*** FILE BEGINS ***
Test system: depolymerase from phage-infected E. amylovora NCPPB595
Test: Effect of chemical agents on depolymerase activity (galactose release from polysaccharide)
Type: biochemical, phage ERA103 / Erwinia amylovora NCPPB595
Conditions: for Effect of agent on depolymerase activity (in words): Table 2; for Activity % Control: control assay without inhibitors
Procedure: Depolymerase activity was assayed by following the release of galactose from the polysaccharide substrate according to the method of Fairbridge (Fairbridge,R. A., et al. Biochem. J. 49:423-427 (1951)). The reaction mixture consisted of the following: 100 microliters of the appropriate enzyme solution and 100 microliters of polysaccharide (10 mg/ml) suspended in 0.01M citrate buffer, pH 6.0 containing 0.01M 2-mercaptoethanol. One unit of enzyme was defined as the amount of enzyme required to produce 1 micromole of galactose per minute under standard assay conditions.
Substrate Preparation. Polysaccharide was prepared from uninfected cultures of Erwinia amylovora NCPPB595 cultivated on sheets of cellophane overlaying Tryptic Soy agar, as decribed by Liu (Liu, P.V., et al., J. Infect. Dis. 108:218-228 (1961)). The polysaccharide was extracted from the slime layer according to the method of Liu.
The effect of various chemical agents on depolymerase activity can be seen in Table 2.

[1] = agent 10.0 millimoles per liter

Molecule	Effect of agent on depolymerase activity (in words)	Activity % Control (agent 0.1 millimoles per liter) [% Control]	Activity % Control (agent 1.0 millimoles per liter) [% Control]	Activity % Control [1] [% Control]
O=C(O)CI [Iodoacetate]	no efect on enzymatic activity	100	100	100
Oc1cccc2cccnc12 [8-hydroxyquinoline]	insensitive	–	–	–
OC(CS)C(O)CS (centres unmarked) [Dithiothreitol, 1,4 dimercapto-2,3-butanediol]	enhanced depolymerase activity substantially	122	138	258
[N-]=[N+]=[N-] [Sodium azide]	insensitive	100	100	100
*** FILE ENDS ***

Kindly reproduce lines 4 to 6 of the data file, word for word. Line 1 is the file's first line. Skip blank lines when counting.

Conditions: for Effect of agent on depolymerase activity (in words): Table 2; for Activity % Control: control assay without inhibitors
Procedure: Depolymerase activity was assayed by following the release of galactose from the polysaccharide substrate according to the method of Fairbridge (Fairbridge,R. A., et al. Biochem. J. 49:423-427 (1951)). The reaction mixture consisted of the following: 100 microliters of the appropriate enzyme solution and 100 microliters of polysaccharide (10 mg/ml) suspended in 0.01M citrate buffer, pH 6.0 containing 0.01M 2-mercaptoethanol. One unit of enzyme was defined as the amount of enzyme required to produce 1 micromole of galactose per minute under standard assay conditions.
Substrate Preparation. Polysaccharide was prepared from uninfected cultures of Erwinia amylovora NCPPB595 cultivated on sheets of cellophane overlaying Tryptic Soy agar, as decribed by Liu (Liu, P.V., et al., J. Infect. Dis. 108:218-228 (1961)). The polysaccharide was extracted from the slime layer according to the method of Liu.